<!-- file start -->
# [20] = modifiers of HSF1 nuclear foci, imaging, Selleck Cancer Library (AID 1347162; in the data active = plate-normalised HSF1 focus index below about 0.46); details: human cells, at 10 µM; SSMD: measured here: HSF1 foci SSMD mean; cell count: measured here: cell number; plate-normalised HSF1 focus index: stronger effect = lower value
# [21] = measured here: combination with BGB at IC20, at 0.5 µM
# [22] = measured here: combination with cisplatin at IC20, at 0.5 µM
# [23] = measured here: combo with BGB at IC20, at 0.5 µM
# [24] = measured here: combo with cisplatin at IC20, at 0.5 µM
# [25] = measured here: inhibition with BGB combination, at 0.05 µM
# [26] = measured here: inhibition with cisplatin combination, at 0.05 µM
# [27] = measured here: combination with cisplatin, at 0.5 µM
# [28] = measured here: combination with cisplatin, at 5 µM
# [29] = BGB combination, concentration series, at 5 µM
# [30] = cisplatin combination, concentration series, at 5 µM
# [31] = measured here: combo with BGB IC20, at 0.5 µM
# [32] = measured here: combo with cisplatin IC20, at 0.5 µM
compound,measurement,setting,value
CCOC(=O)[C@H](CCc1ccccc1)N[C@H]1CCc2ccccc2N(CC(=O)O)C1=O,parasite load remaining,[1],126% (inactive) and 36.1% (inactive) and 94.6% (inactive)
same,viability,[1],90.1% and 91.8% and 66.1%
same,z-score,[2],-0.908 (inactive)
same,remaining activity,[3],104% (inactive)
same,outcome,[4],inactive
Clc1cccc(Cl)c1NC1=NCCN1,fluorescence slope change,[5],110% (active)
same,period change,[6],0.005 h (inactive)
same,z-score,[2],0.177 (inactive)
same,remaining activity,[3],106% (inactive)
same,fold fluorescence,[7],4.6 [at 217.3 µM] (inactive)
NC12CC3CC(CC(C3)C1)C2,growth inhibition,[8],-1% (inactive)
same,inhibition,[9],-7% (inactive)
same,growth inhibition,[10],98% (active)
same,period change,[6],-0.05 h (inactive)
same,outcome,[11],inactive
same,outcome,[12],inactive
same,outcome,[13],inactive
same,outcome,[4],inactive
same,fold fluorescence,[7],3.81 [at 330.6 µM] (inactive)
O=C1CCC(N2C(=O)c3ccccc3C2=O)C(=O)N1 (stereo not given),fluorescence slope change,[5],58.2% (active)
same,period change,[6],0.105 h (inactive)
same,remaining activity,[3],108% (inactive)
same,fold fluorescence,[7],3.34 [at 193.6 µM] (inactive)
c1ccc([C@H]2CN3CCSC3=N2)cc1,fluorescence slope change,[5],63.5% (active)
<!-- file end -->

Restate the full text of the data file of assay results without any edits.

# [20] = modifiers of HSF1 nuclear foci, imaging, Selleck Cancer Library (AID 1347162; in the data active = plate-normalised HSF1 focus index below about 0.46); details: human cells, at 10 µM; SSMD: measured here: HSF1 foci SSMD mean; cell count: measured here: cell number; plate-normalised HSF1 focus index: stronger effect = lower value
# [21] = measured here: combination with BGB at IC20, at 0.5 µM
# [22] = measured here: combination with cisplatin at IC20, at 0.5 µM
# [23] = measured here: combo with BGB at IC20, at 0.5 µM
# [24] = measured here: combo with cisplatin at IC20, at 0.5 µM
# [25] = measured here: inhibition with BGB combination, at 0.05 µM
# [26] = measured here: inhibition with cisplatin combination, at 0.05 µM
# [27] = measured here: combination with cisplatin, at 0.5 µM
# [28] = measured here: combination with cisplatin, at 5 µM
# [29] = BGB combination, concentration series, at 5 µM
# [30] = cisplatin combination, concentration series, at 5 µM
# [31] = measured here: combo with BGB IC20, at 0.5 µM
# [32] = measured here: combo with cisplatin IC20, at 0.5 µM
compound,measurement,setting,value
CCOC(=O)[C@H](CCc1ccccc1)N[C@H]1CCc2ccccc2N(CC(=O)O)C1=O,parasite load remaining,[1],126% (inactive) and 36.1% (inactive) and 94.6% (inactive)
same,viability,[1],90.1% and 91.8% and 66.1%
same,z-score,[2],-0.908 (inactive)
same,remaining activity,[3],104% (inactive)
same,outcome,[4],inactive
Clc1cccc(Cl)c1NC1=NCCN1,fluorescence slope change,[5],110% (active)
same,period change,[6],0.005 h (inactive)
same,z-score,[2],0.177 (inactive)
same,remaining activity,[3],106% (inactive)
same,fold fluorescence,[7],4.6 [at 217.3 µM] (inactive)
NC12CC3CC(CC(C3)C1)C2,growth inhibition,[8],-1% (inactive)
same,inhibition,[9],-7% (inactive)
same,growth inhibition,[10],98% (active)
same,period change,[6],-0.05 h (inactive)
same,outcome,[11],inactive
same,outcome,[12],inactive
same,outcome,[13],inactive
same,outcome,[4],inactive
same,fold fluorescence,[7],3.81 [at 330.6 µM] (inactive)
O=C1CCC(N2C(=O)c3ccccc3C2=O)C(=O)N1 (stereo not given),fluorescence slope change,[5],58.2% (active)
same,period change,[6],0.105 h (inactive)
same,remaining activity,[3],108% (inactive)
same,fold fluorescence,[7],3.34 [at 193.6 µM] (inactive)
c1ccc([C@H]2CN3CCSC3=N2)cc1,fluorescence slope change,[5],63.5% (active)